Hyperlinks contain electronic copies of each publication, which are for personal use only. Copies of papers provided remain under the copyright of the respective publishers.

Pun, A., Birch, S.A.J., & Baron, A.S. (2022). Infants infer third-party social dominance relationships based on visual access to intergroup conflict. Scientific Reports, 12, 18250.

Pun, A., & Baron, A.S. (2022). Developmental antecedents of representing “group” behavior: A commentary on Pietraszewski’s theory of groups. Behavioral and Brain Sciences, 45, e116.

Witkower, Z., Tracy, J. L., Pun, A., & Baron, A.S. (2021). Can children recognize bodily expressions of emotion? Journal of Nonverbal Behavior, 45, 505-518. [pdf]

Ferera, M., Pun, A., Baron, A. S., & Diesendruck, G. (2021). The effect of familiarity on infants’ social categorization capacity. Plos One, 16(3), [pdf]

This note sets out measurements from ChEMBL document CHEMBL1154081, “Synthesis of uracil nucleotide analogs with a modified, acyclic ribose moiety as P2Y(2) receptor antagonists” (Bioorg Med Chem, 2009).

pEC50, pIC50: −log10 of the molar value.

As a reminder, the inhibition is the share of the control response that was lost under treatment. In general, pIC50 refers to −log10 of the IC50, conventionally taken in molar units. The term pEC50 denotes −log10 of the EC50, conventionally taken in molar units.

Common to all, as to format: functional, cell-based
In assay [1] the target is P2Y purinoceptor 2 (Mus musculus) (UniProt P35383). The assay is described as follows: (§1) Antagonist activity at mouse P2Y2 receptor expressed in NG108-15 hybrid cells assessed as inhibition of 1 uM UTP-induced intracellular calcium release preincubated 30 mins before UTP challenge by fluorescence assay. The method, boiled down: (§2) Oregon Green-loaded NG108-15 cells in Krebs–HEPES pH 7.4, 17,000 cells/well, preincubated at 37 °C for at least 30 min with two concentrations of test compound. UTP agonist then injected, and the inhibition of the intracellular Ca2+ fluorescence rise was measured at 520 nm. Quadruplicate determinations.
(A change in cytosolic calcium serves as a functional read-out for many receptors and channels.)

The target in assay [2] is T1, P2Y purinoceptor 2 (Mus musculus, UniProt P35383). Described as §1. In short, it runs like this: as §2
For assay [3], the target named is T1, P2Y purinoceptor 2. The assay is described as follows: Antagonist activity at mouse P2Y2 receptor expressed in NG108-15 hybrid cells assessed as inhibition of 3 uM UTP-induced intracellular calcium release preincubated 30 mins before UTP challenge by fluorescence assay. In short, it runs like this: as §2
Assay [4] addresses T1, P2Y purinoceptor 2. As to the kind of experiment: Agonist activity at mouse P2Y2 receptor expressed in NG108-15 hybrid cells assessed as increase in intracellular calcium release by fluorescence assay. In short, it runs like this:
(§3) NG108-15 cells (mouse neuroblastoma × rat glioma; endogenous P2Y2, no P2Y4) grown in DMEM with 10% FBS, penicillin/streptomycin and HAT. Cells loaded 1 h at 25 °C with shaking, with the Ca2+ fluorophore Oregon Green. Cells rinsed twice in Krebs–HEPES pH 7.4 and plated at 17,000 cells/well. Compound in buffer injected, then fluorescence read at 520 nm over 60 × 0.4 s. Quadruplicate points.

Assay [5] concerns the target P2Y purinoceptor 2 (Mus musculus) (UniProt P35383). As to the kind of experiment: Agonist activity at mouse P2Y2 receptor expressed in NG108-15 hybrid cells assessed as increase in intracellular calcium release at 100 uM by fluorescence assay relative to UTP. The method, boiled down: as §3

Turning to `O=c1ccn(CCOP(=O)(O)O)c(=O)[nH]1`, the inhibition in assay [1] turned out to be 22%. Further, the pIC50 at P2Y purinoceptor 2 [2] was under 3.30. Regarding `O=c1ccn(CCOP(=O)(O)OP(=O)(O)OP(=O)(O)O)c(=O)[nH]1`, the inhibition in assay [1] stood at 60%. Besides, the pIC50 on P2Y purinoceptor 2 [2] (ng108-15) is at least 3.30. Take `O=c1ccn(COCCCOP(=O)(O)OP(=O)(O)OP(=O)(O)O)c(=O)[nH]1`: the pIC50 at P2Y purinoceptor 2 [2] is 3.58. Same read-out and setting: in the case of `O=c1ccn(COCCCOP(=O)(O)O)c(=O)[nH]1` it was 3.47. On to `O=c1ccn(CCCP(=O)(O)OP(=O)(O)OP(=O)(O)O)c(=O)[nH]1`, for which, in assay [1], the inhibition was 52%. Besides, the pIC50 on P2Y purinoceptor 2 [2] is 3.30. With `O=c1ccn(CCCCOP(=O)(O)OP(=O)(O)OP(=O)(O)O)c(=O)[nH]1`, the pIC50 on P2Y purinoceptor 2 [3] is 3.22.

Pun, A., Birch, S.A.J., & Baron, A.S. (2021). The power of allies: Infants’ expectations of social obligations during intergroup conflict. Cognition, 211, [pdf]

Pun, A., Ferera, M., Diesendruck, G., Hamlin, J.K. & Baron, A.S. (2018). Foundations of infants’ social group evaluations. Developmental Science. 21(3), [pdf]

Pun, A., Birch, S. A., & Baron, A. S. (2017). Foundations of reasoning about social dominance. Child Development Perspectives, 11(3), 155-160. [pdf]

Pun, A., Birch, S.A.J., & Baron, A.S. (2016). Infants use relative numerical group size to infer social dominance. Proceedings of the National Academy of Sciences, 113(9), 2376-2381. [pdf]

Baron, A.S., Pun, A., & Dunham, Y. (2016). Developmental origins of social group preferences. In D. Barner and A.S. Baron (Eds.), Core Knowledge and Conceptual Change. New York. pp. 365-383. Oxford University Press: Oxford Series in Cognitive Development.

In Preparation

Pun, A., Lai, J., Lee, J., Birch, S.A.J., & Baron, A.S. (in prep). Follow the leader: Young children’s selective trust in dominant agents.

Witkower, Z., Hill, A., Pun, A., Baron, A.S., Koster, J., & Tracy, J. L. (in prep). Nonverbal displays of prestige and dominance: Evidence for cross-cultural and early-emerging recognition.